Tuesday, May 27, 2008

The ants crawl in and the ants crawl out...

Every year as the golden branches of forsythia burst forth and the lilacs offer their fragrant bunches of tiny, perfect blooms, another sure sign of spring can be found creeping in from cracks and crevices... the ant invasion.

I live in a very old house, and with every old house come numerous channels and avenues for creepy crawlies to make their way into the human living quarters. As the house settles down and then down further, more cracks appear and more access is given.

So every spring, the ants find their way to my kitchen. A few may show up in the bathroom, but the kitchen is their main point of entry. I have never wanted to use poisons or even ant hotels because of the kids. Consequently, I have spent many spring days watching ants march about my counter to see where they come from and where they go. Armed with a roll of duct tape, I am prepared to seal off any avenue they use. Sadly, I have met with only limited success. In an old house, there is always another way if you are small enough to find it.

The new invasion began three days ago, but this year I plan to try out some new techniques I found on natural pest control. I still don't want chemicals and poisons in my kitchen and I have run out of duct tape. I am also getting to old to spot the cracks the ants use to gain entry.

Armed with new knowledge of ant dislikes (flour) and common household items that are poisonous to them (baking soda), I plan to launch a full-out attack. I know that if I do nothing, they will be gone in a couple of weeks time. I know that if I spend hours a day trying to squash them all, they will be here for a couple of weeks anyway. But maybe, just maybe, if I counter-attack in a new way, I can shorten their stay.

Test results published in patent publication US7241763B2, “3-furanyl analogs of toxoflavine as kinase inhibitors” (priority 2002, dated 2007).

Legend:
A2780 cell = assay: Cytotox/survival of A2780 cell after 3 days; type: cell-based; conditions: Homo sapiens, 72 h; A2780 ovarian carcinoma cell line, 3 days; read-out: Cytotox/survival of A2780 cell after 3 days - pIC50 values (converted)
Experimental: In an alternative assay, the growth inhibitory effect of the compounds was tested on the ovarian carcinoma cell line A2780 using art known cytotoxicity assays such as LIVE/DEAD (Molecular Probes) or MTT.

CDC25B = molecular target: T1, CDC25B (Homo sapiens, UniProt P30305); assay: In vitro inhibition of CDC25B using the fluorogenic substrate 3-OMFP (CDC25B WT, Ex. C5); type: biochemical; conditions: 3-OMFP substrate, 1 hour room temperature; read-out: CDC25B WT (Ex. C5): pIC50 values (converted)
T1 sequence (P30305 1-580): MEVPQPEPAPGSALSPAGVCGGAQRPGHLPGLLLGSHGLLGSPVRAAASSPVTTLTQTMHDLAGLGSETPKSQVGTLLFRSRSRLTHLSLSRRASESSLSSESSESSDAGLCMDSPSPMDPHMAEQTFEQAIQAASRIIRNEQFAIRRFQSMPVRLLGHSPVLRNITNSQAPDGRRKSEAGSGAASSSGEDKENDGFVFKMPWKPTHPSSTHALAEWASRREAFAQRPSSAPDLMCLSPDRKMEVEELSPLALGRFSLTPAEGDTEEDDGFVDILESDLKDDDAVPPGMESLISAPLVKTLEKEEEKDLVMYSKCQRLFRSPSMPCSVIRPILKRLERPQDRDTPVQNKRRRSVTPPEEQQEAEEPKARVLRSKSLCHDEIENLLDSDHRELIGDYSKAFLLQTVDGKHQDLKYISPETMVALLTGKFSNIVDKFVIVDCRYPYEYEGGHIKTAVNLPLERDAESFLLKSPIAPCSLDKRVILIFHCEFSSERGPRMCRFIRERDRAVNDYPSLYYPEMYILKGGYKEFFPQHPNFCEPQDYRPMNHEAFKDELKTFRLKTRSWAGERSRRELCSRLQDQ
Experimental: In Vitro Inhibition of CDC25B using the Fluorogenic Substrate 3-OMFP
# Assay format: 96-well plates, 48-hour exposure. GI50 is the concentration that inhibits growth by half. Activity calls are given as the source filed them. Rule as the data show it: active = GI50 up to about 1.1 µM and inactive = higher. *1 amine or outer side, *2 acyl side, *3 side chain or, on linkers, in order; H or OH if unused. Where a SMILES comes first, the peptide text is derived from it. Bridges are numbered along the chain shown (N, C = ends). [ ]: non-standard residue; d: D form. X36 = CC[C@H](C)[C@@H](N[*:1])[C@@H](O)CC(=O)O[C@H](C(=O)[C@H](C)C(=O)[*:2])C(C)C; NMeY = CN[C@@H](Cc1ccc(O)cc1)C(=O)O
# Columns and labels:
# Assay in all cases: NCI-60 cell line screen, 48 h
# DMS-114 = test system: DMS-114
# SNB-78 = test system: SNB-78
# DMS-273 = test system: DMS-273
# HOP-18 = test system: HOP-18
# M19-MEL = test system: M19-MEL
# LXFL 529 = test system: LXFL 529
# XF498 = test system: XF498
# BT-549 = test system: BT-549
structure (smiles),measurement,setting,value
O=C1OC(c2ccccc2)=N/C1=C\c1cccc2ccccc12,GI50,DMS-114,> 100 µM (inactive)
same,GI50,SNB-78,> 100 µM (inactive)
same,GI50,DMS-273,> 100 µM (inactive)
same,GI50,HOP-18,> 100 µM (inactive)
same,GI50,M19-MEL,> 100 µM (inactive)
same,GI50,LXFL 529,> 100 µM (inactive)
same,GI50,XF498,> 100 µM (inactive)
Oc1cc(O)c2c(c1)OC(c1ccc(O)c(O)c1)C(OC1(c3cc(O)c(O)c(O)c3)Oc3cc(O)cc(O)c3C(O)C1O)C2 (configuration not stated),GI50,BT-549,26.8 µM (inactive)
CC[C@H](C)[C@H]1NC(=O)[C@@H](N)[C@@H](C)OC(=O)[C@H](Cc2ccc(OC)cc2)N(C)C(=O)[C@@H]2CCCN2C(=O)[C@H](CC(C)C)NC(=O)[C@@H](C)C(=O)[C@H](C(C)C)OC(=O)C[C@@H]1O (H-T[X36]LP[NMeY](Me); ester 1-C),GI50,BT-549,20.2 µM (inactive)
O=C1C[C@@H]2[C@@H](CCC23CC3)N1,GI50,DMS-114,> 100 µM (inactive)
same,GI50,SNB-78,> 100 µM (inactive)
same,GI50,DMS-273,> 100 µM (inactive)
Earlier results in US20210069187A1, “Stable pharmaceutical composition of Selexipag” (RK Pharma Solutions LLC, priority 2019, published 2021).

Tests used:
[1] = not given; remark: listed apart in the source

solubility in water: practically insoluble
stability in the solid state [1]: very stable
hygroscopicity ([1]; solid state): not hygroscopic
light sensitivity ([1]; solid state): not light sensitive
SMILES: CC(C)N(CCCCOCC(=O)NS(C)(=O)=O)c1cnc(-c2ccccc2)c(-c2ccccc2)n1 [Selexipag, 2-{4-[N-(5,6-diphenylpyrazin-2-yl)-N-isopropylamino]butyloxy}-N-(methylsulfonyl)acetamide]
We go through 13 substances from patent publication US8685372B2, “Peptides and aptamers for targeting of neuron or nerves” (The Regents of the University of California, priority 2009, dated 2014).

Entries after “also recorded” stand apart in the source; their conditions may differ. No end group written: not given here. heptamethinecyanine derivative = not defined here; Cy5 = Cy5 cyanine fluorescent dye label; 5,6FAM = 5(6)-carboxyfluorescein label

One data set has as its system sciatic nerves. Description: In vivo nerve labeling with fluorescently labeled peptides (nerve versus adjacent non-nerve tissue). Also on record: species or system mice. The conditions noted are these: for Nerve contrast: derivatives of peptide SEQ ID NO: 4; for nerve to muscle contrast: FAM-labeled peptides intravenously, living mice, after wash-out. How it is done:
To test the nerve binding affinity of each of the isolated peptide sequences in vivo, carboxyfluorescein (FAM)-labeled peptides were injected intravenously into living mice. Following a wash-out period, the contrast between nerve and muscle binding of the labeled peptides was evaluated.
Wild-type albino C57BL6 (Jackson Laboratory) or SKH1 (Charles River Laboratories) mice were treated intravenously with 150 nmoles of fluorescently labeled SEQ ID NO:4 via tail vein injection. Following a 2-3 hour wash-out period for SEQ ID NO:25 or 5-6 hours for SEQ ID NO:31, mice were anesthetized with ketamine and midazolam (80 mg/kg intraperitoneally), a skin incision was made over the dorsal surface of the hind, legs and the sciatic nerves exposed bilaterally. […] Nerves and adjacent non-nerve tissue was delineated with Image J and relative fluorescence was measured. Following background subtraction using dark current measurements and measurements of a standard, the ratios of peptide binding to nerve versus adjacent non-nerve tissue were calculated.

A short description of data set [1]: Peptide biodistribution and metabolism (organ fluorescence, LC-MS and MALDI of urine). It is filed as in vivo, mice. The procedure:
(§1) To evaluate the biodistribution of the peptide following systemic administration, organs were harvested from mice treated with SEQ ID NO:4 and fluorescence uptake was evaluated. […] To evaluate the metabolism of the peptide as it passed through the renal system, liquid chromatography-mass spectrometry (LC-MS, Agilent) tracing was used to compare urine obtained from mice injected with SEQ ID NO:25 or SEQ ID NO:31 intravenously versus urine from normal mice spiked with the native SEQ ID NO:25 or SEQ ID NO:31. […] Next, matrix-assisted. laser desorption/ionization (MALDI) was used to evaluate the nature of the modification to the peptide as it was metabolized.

Now, if I can only do something about the winter spider convention.

Wednesday, May 21, 2008

A Fishy Story

Today may be the day I finally put the aquarium to rest, although I will miss it as a fixture in my livingroom. I rather like the soothing babbling noises of the filter and watching the air bubbles rise. I like the colorful gravel and the large rock formation that rises from it. It's a focal point for guests who stare at it in rapt amazement until they finally ask "where are the fish"?

It's another fish tale, the ones that didn't get away so much as simply expired. I expect goldfish to die with some regularity, but some were the victims of exceptional circumstances.

I believe it began when The Boy's teacher decided to put a little goldfish bowl in the center of every group of desks (nowadays, second graders are allowed to look at each other during school - the desks are pushed together in groups of four). The fish were a grand biology experiment for the children. They would learn how to be responsible for living things that they fed and cared for. Needless to say, all the fish died.

I saw one of the early corpses firsthand. When I arrived to pick my son up at his afterschool program, a counselor took me aside and handed me a plastic baggie with a small, mushy, somewhat shiny, indistinguishable mound of something that looked like it might have been a sardine that had slid out of a sandwich to the floor and had been stepped upon. I didn't make him a sardine sandwich that day.

The counselor explained that The Boy had shown up there with a fish in his pants pocket, a very dead fish. No autopsy had been performed, but a type of dissection by erosion had taken place while the body was transported inside the pocket of a small boy's jeans. The question then became, did the fish die before or after he reached the pocket?